Over The Garden Wall Shows Us How to Escape the Beast


A massive, wolflike beast with crazed glowing eyes chases both children through a wooden cabin in an unknown forest. The screaming children run to the roof, where they find themselves trapped on the edge of a dizzying height with the dark wolf’s breath on their necks.

The younger one desperately tosses out a piece of candy and the wolf jumps after it, falling off the roof into a slowly grinding mill. The mill’s crushing wheel squeezes a tiny black turtle from the monster’s mouth as it flattens his gut.

Released from the turtle’s demonic possession, the monster transforms into a friendly dog  and the children are saved. Safe… at least until the eccentric, axe-wielding miller returns to his cabin.

Part of a gothic horror film? Surprisingly, no. I’m describing a scene from my four-year-old daughter’s favorite miniseries.

Animal companions aren’t usually this sarcastic
It’s called “Over the Garden Wall.” And it’s awesome.

It was only by chance we happened to watch this gem. While I was at the library picking up a new round of books for my kids, I happened to grab the DVD after noticing cartoon kids all over its cover.

Why not? I thought. It looked cute enough and I was dying to break up the Mickey Mouse Clubhouse and My Little Pony cartels.

We went home and I popped the sucker in, expecting an adorable story about kids and flowers and talking bluebirds. I had no idea we were about to watch a show involving possessed little girls who devour people alive, dancing skeletons who make you dig your own grave, or a chirpy bluebird who is secretly trying to fulfill her devil’s pact by selling the protagonists into child slavery.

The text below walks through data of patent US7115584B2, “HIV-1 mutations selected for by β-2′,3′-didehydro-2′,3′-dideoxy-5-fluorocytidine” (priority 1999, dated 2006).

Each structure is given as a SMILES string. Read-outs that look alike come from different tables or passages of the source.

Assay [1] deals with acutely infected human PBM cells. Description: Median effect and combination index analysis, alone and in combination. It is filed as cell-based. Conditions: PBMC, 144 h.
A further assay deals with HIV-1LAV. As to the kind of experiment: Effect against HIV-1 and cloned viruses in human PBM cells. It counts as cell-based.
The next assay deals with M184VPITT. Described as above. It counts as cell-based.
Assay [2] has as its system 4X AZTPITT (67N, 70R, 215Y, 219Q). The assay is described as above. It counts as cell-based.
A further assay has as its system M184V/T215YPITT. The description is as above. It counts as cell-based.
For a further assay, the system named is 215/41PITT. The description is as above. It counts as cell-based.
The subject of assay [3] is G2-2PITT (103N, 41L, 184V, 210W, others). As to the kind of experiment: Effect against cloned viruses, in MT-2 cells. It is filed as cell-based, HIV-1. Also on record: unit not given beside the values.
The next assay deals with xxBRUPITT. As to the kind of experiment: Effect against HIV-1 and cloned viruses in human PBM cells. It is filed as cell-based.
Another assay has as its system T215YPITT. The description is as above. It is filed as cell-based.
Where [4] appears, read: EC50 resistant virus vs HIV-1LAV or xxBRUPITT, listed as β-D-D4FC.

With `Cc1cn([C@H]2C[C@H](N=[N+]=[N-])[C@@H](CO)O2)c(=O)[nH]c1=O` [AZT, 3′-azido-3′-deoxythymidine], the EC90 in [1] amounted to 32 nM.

If I knew this stuff was going to happen, I would’ve never brought the film home to my kids. 

I’m glad I was clueless however, because this thing is an absolute masterpiece and my daughter can’t get enough of it.

r1wV82XI think she was sold the moment the children wandered into a creepy town of dancing pumpkins because, as I’ve written about previously, my daughter is currently obsessed with pumpkins. She has embraced her dark side lately and “Over the Garden Wall” has just the right amount of dark side in it to utterly captivate her.

Pumpkinpeeps19.pngShe has excellent taste. The film, which follows the journey of two lost boys who fall into a mysterious supernatural forest, contains elements of Dante’s inferno (including a bluebird guide named “Beatrice”) and early American history.

Retro elements abound, from styles evoking cartoons from the 20’s to episodes that seem as if they were pulled straight from the 18th century Calvinist imagination. We’ve got Puritan-esque fears of the devil in uncultivated woods and the belief that constant hard work will keep us from wickedness. 

I can almost hear Jonathan Edwards calling us Sinners in the hands of an Angry God when I watch this thing.

And later, we see a 19th century schoolhouse with extra lashings of potatoes and molasses. The accents are vintage, the artwork looks pulled from lithographs, and the soundtrack would be at home on a phonograph.

The characters, more complex than you’d expect in any children’s cartoon, are voiced by the likes of Christopher Lloyd, Elijah Wood, and Tim Curry. They give spectacular performances throughout this odd film that feels as much  the like an American historian’s brilliant LSD trip as anything. 

But is it appropriate for children? I believe so.

One of these women wants to eat your soul
Although dark subjects are hinted at, nothing truly graphic
appears onscreen. While


overall feel is suspenseful and foreboding, there is enough comedy to keep it balanced. The protagonists are current-day children who fall into the spookier pockets of our culture’s past, but their modern attitudes are irreverent enough to keep the mood reasonably light.

Besides, I think kids are made of tougher stuff than we give them credit for. We sometimes forget how sanitized modern childhood has become.

Mostly, this is a good thing. I’m glad four-year-olds can’t watch someone being drawn and quartered in the market square anymore, or risk Black Lung by sweeping out people’s chimneys for a handful of change.